This strategy has paid off in terms of both ratings and sponsorships, and underlines the Puppy Bowl’s evolution from a “what if” lark to a robust television franchise. In its sixth year in 2011, the Puppy Bowl drew more than 9 million viewers over its multiple airings, a benchmark that Animal Planet general manager Rick Holzman characterized as a tipping point for the event, the moment when it “[took] on a life of its own,” and “became part of the pop-culture fabric of the Super Bowl.” Since then, each Puppy Bowl has drawn 10 million or more viewers over its 12-hour block — a fraction of the 110 million-plus who tune in to the Super Bowl each year, but a very healthy pull by cable standards.

© Dan Schachner referees the Puppy Bowl.

That increase in ratings and profile has turned the Puppy Bowl into a sponsorship bonanza in recent years. The Puppy Bowl field, which became the Geico Puppy Bowl Stadium in 2012, is now plastered with brand names both pet-related (Pedigree, Petco) and not so much (Subaru, AT&T). There are plenty of supplementary branding opportunities that take their inspiration from football, like a Dairy Queen Kiss Cam and a Sheba cat food “VIP suite.” And Animal Planet’s strategy of making potential Puppy Bowl sponsors commit to advertising on the network’s other programming has turned the event into a big part of the network’s advertising year.

To keep things feeling fresh (and conveniently allow for even more sponsorship opportunities), the network has also added an ever-increasing number of bells and whistles over the years. One of the event’s better-known features, the kitten halftime show — sorry, make that the ARM & HAMMER™ SLIDE™ Cat Litter Kitty Halftime Show — has been around since the event’s second iteration, in 2006.

Newer flourishes include but aren’t limited to a rotating species of cheerleaders (bunnies inaugurated the role in 2010, and it’s since gone to chickens, pigs, hedgehogs, penguins, Nigerian dwarf goats, and Silkie chickens); a bird “commentator” named Meep that live-“tweets” during the game; a hamster-piloted mini blimp; halftime cameos from animal celebrities such as Keyboard Cat; and refereeing assistance from Shirley the rescue sloth. In 2014, there was even a Puppy Bowl “training camp” hosted on the White House lawn by then-first lady Michelle Obama and first dogs Sunny and Bo.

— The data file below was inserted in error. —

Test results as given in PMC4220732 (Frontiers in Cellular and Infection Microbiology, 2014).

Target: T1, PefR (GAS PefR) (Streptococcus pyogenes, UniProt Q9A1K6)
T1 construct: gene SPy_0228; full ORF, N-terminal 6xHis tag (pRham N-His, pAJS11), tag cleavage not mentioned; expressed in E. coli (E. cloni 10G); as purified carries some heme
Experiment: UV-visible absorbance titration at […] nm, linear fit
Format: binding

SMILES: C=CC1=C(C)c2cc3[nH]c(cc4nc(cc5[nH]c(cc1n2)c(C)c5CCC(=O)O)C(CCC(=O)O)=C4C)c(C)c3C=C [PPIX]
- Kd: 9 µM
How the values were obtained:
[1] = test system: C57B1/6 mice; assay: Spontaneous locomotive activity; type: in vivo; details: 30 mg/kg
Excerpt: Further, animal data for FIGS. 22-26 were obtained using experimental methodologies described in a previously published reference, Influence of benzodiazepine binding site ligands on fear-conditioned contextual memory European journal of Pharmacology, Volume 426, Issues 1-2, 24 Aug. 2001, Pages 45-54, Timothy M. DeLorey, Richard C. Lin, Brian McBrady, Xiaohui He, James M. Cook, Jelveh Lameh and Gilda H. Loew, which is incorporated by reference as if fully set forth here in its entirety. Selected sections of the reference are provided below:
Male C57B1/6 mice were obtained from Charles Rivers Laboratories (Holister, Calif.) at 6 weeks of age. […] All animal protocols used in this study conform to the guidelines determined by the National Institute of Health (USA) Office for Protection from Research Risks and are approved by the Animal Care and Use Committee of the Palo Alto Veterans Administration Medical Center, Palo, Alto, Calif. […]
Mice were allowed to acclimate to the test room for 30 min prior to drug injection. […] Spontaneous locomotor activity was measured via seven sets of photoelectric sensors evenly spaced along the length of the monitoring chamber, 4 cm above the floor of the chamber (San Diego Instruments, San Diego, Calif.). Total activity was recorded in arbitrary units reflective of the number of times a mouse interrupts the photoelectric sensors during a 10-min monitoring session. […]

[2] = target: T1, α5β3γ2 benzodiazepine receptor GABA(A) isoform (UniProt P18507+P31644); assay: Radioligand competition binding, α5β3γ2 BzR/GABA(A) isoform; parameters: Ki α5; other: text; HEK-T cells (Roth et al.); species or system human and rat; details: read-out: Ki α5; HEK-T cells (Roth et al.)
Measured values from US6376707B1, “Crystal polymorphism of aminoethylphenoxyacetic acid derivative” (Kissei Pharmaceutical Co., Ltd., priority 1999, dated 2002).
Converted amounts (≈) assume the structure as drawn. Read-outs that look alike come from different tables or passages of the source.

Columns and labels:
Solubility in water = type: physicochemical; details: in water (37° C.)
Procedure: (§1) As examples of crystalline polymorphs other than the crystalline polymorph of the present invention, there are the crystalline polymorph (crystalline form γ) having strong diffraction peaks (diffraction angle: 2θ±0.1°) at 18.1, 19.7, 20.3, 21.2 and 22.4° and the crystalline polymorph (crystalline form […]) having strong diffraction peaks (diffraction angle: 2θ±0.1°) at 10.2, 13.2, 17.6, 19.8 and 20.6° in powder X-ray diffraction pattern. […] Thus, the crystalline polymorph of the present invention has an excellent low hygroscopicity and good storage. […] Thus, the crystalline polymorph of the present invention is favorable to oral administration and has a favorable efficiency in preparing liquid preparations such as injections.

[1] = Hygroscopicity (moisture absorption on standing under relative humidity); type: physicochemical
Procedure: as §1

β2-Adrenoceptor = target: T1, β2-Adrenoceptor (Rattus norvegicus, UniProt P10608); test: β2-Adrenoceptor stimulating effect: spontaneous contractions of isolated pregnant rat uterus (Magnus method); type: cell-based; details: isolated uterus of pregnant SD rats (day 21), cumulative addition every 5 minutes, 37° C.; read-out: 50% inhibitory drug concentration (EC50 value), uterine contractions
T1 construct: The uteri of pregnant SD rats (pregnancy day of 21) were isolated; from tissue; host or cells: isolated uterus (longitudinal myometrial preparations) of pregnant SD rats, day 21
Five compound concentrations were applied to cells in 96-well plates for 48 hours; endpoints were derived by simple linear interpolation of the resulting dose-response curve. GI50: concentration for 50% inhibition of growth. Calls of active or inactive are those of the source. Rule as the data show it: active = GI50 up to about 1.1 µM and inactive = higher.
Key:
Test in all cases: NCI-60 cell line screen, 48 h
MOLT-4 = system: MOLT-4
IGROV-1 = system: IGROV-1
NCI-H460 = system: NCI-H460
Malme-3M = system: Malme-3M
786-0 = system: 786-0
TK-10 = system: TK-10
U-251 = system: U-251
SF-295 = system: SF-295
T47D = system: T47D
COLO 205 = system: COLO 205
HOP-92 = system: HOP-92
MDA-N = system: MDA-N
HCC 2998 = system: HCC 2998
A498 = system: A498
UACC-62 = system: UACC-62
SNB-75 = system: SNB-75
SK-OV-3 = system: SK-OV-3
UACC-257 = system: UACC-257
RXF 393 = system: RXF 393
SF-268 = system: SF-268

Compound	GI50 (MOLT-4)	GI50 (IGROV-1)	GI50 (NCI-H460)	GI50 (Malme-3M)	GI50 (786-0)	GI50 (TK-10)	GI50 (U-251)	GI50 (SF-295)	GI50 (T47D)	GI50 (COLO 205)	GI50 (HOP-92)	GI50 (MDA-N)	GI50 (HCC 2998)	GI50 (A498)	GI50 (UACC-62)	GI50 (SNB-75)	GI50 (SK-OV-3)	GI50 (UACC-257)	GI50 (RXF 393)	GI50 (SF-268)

Yes, there are rules to the game ... sort of


Unlike its human-based rival event, the Puppy Bowl does not happen live. It’s actually filmed several months in advance, using multiple cameras and rotating its furry participants in and out; the footage is then cut down to highlight the cutest and most action-filled moments possible. As longtime Puppy Bowl referee Dan Schachner explained in a 2015 Reddit Ask Me Anything session:

The Puppy Bowl is shot about 3 months in advance. A lot of people don't know this. The reason why it takes so much time is the Puppy Bowl broadcast is a 2 hour event, but it is not a 2 hour event to film - it takes 2 FULL DAYS to film. Reason being, we are trying to showcase as many different puppies as possible, and we want to rotate them in and out, and give them as many chances to have action on the field as possible!

Additionally, there are 17 cameras shooting the action on the field at the same time. You can imagine, 2 days of shooting, 17 cameras, that is hundreds if not thousands of hours of footage that needs to be watched, logged, and edited.

As multi-year Puppy Bowl camera operator Cory Popp told the A.V. Club the same year, “What you see on TV is only the best of the best, but there’s actually like 70 dogs there and you’re never quite sure what they’re going to do. Because they’re puppies, they’re not trained, they’re just doing whatever they want to do. It’s just hoping for the best.”


Over the years, the Puppy Bowl has introduced various new camera angles, such as a water bowl camera (just what it sounds like) and even cameras attached to the chew toys scattered about the field. Peanut butter smeared on the larger (hopefully waterproof) cameras encourages the pups to lick them while in action, and while Schachner is the only person seen onscreen during the bowl, a robust staff of humans work behind the scenes to keep the field mostly free of (on-camera) puppy accidents.